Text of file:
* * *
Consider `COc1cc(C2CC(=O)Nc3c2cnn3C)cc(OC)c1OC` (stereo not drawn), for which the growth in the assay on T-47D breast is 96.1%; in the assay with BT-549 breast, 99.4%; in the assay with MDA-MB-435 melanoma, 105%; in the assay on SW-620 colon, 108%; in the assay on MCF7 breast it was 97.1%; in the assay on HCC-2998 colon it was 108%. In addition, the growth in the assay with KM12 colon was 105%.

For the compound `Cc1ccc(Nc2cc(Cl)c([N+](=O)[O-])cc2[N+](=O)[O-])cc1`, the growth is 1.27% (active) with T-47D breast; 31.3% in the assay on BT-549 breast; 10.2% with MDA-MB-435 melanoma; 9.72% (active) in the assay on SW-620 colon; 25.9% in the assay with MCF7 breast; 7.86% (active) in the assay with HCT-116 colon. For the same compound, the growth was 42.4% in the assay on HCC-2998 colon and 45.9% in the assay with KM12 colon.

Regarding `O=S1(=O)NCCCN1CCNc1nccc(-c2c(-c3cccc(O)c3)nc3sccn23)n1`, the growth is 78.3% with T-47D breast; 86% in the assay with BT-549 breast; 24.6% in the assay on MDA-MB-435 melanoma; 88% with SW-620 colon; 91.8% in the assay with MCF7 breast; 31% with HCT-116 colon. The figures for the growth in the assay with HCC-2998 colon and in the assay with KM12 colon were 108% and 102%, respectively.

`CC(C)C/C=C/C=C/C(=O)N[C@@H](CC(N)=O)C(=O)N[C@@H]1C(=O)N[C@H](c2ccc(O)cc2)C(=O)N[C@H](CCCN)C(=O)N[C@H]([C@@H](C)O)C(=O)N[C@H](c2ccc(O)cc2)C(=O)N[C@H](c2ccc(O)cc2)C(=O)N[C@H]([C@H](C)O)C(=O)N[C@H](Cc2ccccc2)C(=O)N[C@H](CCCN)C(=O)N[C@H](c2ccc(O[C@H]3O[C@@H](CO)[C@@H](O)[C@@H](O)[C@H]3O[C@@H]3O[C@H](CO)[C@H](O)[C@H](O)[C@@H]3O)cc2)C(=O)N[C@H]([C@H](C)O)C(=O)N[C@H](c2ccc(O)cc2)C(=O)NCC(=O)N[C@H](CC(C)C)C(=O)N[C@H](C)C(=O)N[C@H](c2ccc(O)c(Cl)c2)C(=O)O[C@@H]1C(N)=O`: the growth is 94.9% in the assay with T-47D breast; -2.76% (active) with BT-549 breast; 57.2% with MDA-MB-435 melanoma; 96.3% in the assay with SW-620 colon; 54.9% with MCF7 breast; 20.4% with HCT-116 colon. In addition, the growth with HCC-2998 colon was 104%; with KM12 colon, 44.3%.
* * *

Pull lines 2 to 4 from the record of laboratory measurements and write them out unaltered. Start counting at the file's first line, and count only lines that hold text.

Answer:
For the compound `Cc1ccc(Nc2cc(Cl)c([N+](=O)[O-])cc2[N+](=O)[O-])cc1`, the growth is 1.27% (active) with T-47D breast; 31.3% in the assay on BT-549 breast; 10.2% with MDA-MB-435 melanoma; 9.72% (active) in the assay on SW-620 colon; 25.9% in the assay with MCF7 breast; 7.86% (active) in the assay with HCT-116 colon. For the same compound, the growth was 42.4% in the assay on HCC-2998 colon and 45.9% in the assay with KM12 colon.

Regarding `O=S1(=O)NCCCN1CCNc1nccc(-c2c(-c3cccc(O)c3)nc3sccn23)n1`, the growth is 78.3% with T-47D breast; 86% in the assay with BT-549 breast; 24.6% in the assay on MDA-MB-435 melanoma; 88% with SW-620 colon; 91.8% in the assay with MCF7 breast; 31% with HCT-116 colon. The figures for the growth in the assay with HCC-2998 colon and in the assay with KM12 colon were 108% and 102%, respectively.

`CC(C)C/C=C/C=C/C(=O)N[C@@H](CC(N)=O)C(=O)N[C@@H]1C(=O)N[C@H](c2ccc(O)cc2)C(=O)N[C@H](CCCN)C(=O)N[C@H]([C@@H](C)O)C(=O)N[C@H](c2ccc(O)cc2)C(=O)N[C@H](c2ccc(O)cc2)C(=O)N[C@H]([C@H](C)O)C(=O)N[C@H](Cc2ccccc2)C(=O)N[C@H](CCCN)C(=O)N[C@H](c2ccc(O[C@H]3O[C@@H](CO)[C@@H](O)[C@@H](O)[C@H]3O[C@@H]3O[C@H](CO)[C@H](O)[C@H](O)[C@@H]3O)cc2)C(=O)N[C@H]([C@H](C)O)C(=O)N[C@H](c2ccc(O)cc2)C(=O)NCC(=O)N[C@H](CC(C)C)C(=O)N[C@H](C)C(=O)N[C@H](c2ccc(O)c(Cl)c2)C(=O)O[C@@H]1C(N)=O`: the growth is 94.9% in the assay with T-47D breast; -2.76% (active) with BT-549 breast; 57.2% with MDA-MB-435 melanoma; 96.3% in the assay with SW-620 colon; 54.9% with MCF7 breast; 20.4% with HCT-116 colon. In addition, the growth with HCC-2998 colon was 104%; with KM12 colon, 44.3%.